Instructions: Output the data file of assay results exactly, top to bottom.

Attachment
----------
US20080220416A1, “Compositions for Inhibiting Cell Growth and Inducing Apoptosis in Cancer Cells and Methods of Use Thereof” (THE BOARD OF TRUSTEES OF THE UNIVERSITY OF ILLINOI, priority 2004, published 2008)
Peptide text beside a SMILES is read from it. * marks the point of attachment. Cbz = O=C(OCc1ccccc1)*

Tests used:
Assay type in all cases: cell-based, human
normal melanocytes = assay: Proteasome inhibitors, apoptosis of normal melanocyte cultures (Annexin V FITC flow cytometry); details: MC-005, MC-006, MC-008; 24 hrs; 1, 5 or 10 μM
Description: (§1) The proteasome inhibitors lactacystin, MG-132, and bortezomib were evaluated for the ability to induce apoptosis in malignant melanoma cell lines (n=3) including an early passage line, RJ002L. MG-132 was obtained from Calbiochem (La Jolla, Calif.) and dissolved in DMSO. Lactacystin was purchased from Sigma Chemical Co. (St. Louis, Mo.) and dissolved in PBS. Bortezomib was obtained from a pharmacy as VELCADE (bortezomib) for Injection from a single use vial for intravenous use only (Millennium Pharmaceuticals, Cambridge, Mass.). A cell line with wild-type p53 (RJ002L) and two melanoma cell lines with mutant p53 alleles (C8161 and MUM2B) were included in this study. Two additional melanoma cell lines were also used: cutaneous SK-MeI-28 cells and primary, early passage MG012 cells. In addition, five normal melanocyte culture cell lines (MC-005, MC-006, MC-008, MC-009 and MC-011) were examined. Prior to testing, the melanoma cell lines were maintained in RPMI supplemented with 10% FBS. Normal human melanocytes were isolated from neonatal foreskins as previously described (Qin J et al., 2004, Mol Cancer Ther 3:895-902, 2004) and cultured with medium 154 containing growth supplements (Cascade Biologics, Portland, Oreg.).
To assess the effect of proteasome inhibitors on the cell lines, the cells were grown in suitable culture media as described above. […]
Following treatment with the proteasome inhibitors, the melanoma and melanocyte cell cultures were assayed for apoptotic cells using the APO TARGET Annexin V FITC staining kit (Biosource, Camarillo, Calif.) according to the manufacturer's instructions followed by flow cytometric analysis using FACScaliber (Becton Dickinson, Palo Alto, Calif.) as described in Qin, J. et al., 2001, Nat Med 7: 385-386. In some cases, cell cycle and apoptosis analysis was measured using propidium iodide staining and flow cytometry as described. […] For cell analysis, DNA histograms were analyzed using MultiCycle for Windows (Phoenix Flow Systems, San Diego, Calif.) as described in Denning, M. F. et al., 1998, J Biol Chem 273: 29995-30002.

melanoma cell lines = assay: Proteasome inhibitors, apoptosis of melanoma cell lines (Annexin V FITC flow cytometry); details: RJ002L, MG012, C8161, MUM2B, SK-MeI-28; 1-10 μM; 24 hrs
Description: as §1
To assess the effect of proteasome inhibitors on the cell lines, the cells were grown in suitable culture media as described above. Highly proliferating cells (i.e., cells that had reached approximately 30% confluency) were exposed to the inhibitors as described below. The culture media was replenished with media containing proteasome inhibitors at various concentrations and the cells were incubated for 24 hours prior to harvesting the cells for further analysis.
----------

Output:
US20080220416A1, “Compositions for Inhibiting Cell Growth and Inducing Apoptosis in Cancer Cells and Methods of Use Thereof” (THE BOARD OF TRUSTEES OF THE UNIVERSITY OF ILLINOI, priority 2004, published 2008)
Peptide text beside a SMILES is read from it. * marks the point of attachment. Cbz = O=C(OCc1ccccc1)*

Tests used:
Assay type in all cases: cell-based, human
normal melanocytes = assay: Proteasome inhibitors, apoptosis of normal melanocyte cultures (Annexin V FITC flow cytometry); details: MC-005, MC-006, MC-008; 24 hrs; 1, 5 or 10 μM
Description: (§1) The proteasome inhibitors lactacystin, MG-132, and bortezomib were evaluated for the ability to induce apoptosis in malignant melanoma cell lines (n=3) including an early passage line, RJ002L. MG-132 was obtained from Calbiochem (La Jolla, Calif.) and dissolved in DMSO. Lactacystin was purchased from Sigma Chemical Co. (St. Louis, Mo.) and dissolved in PBS. Bortezomib was obtained from a pharmacy as VELCADE (bortezomib) for Injection from a single use vial for intravenous use only (Millennium Pharmaceuticals, Cambridge, Mass.). A cell line with wild-type p53 (RJ002L) and two melanoma cell lines with mutant p53 alleles (C8161 and MUM2B) were included in this study. Two additional melanoma cell lines were also used: cutaneous SK-MeI-28 cells and primary, early passage MG012 cells. In addition, five normal melanocyte culture cell lines (MC-005, MC-006, MC-008, MC-009 and MC-011) were examined. Prior to testing, the melanoma cell lines were maintained in RPMI supplemented with 10% FBS. Normal human melanocytes were isolated from neonatal foreskins as previously described (Qin J et al., 2004, Mol Cancer Ther 3:895-902, 2004) and cultured with medium 154 containing growth supplements (Cascade Biologics, Portland, Oreg.).
To assess the effect of proteasome inhibitors on the cell lines, the cells were grown in suitable culture media as described above. […]
Following treatment with the proteasome inhibitors, the melanoma and melanocyte cell cultures were assayed for apoptotic cells using the APO TARGET Annexin V FITC staining kit (Biosource, Camarillo, Calif.) according to the manufacturer's instructions followed by flow cytometric analysis using FACScaliber (Becton Dickinson, Palo Alto, Calif.) as described in Qin, J. et al., 2001, Nat Med 7: 385-386. In some cases, cell cycle and apoptosis analysis was measured using propidium iodide staining and flow cytometry as described. […] For cell analysis, DNA histograms were analyzed using MultiCycle for Windows (Phoenix Flow Systems, San Diego, Calif.) as described in Denning, M. F. et al., 1998, J Biol Chem 273: 29995-30002.

melanoma cell lines = assay: Proteasome inhibitors, apoptosis of melanoma cell lines (Annexin V FITC flow cytometry); details: RJ002L, MG012, C8161, MUM2B, SK-MeI-28; 1-10 μM; 24 hrs
Description: as §1
To assess the effect of proteasome inhibitors on the cell lines, the cells were grown in suitable culture media as described above. Highly proliferating cells (i.e., cells that had reached approximately 30% confluency) were exposed to the inhibitors as described below. The culture media was replenished with media containing proteasome inhibitors at various concentrations and the cells were incubated for 24 hours prior to harvesting the cells for further analysis.